Re: GOVERNMENT AND HEALTH CARE
I believe that these government programs, for various reasons, provided incentive to stress the healthcare system and this is resulted in a good amount of the excessive increase in healthcare costs.
You believe a lot of goofy bullshit--so what?
The two most significant reason for the rise of health care costs since 1970 have been new technology and the conversion of health care delivery into an area of corporate investment.
New technologies, such as gas chromatography, dramatically increased the amount of diagnostic information a doctor could accumulate in a short period of time, and to the extent that a physician were sufficiently well-educated, either in medical school or from continuing education, created a potential for much more effective health care.
But such technologies don't come cheap, and this was especially so 40 years ago when they were developed and began to be put in use. Hospitals and clinics--which at that time were almost all locally-owned and the majority owned by physician associations--had to undertake significant capital expansion. This was more the case in that initially, such technologies were far more expensive in real dollars than they are today, when the proliferation of technology actually drives down the cost. New equipment was amortized over relatively brief periods of time--ten years was common--and the cost of the equipment was built into the costs of tests which doctors ordered.
But when a piece of amortized equipment was paid off, the cost of tests ordered was not reduced to reflect the fact that the tests were no longer so costly for the providing facility. Whether the costs of health care are paid by insurance corporations or the government, the standard method of determining and paying costs are fee schedules. So if the hospital or clinic's cost for a blood gases test had declined, they are still going to charge and be paid the original fee. When inflationary pressures lead to the need to re-negotiate fee schedules, the easiest thing to do is for the parties to negotiate an across-the-board increase. You can be that hospital or clinic administrators are not going to insurance corporations or government bureaucracies to say: "Hey, we paid off our eqipment, so we're going to reduce the costs of those tests by 30%." They surely don't say that to anyone unfortunate enough to be obliged to pay the cost of their medical treatment out of their own pockets.
The habit of increasing costs of health care delivery to the patient without a realistic relationship to the cost of health care delivery to providers was simply too tempting to health care industry administrators, since the bulk of their customers were the patients, but insurance corporations or the government.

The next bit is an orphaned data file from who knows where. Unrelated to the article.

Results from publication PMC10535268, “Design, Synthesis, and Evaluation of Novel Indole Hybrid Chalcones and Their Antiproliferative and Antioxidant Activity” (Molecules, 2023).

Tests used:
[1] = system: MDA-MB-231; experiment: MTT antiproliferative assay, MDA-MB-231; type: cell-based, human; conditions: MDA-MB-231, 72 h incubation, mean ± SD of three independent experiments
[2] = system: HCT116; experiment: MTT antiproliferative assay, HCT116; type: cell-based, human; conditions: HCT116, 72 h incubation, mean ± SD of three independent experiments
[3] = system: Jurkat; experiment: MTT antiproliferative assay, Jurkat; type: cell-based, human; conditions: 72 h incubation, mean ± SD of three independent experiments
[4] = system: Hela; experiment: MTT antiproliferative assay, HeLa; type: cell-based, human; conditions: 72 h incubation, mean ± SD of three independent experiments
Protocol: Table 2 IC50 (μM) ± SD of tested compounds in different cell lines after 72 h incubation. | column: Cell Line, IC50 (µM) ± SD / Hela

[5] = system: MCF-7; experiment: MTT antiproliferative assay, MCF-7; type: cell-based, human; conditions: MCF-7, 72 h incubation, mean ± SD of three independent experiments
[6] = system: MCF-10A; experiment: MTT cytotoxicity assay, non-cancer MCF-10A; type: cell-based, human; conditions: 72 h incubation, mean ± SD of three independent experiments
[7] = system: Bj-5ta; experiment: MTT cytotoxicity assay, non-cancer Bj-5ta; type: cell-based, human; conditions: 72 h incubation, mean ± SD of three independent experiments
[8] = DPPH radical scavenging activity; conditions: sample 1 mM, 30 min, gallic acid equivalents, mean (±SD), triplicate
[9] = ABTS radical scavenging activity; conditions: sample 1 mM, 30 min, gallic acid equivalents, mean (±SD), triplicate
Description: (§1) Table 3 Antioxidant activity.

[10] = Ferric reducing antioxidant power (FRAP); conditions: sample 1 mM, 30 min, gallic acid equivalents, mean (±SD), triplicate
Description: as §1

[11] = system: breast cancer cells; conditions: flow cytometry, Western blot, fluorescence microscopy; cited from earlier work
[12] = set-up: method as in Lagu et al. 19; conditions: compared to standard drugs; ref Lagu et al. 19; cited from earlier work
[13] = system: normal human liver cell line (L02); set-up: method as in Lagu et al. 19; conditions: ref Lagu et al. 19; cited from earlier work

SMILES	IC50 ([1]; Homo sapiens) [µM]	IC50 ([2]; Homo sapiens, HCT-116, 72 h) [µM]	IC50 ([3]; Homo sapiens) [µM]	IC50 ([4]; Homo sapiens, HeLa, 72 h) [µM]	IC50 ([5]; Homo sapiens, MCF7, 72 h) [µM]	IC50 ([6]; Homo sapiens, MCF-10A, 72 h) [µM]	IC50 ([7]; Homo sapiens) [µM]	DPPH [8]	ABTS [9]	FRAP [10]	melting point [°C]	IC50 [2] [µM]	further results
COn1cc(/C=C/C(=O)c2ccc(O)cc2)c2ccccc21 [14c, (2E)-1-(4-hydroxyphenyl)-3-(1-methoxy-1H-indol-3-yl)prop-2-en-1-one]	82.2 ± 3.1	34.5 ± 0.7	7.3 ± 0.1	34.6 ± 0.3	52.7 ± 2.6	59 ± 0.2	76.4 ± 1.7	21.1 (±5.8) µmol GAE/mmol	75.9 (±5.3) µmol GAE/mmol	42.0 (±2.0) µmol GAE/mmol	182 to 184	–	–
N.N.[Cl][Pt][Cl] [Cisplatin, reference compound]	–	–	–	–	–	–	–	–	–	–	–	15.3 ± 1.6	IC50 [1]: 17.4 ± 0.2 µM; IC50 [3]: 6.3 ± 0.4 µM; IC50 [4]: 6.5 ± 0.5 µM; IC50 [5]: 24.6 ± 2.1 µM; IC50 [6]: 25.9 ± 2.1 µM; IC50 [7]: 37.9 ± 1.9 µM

Which lead to the other cause for the dramatic rise in health care costs in the United States, which the "corporatization" of health care delivery facilities--hospitals and clinics. It did not take those who look for lucrative investment opportunities long to spot the goose which was laying the golden eggs, and large capital base investors moved in quickly to snap up local hospitals and clinics to form larger and larger health care provider corporations. Insurers and the government don't care whose name is on the check they sign, and the fee schedules assured that even a poorly run facility was profitable, and profits could be increased by keep costs down--costs such as ancillary staff (the people who clean up after the "professionals" are often the first to go), with predictable results: too few nurses and nurses aides, longer wait times, critical neglect of patients, and the rise of hospital and clinic spawned new infectious agents such as c. difficile
When corporate boards make the ultimate decisions for health care provider facilities, their view is toward the bottom line--to make the most money for the shareholder. It is certainly not in their interests to lower cost merely because the levels of the fee schedules cannot be justified based on the cost of delivering service.
I'm sure conservatives don't like to hear it, and want to blame government. But the high cost of health care in the United States is most definitely a product of how the industry pays its bills and charges its customers, and the take over of health care systems in the United States by large corporations who have only their own bottom line in mind.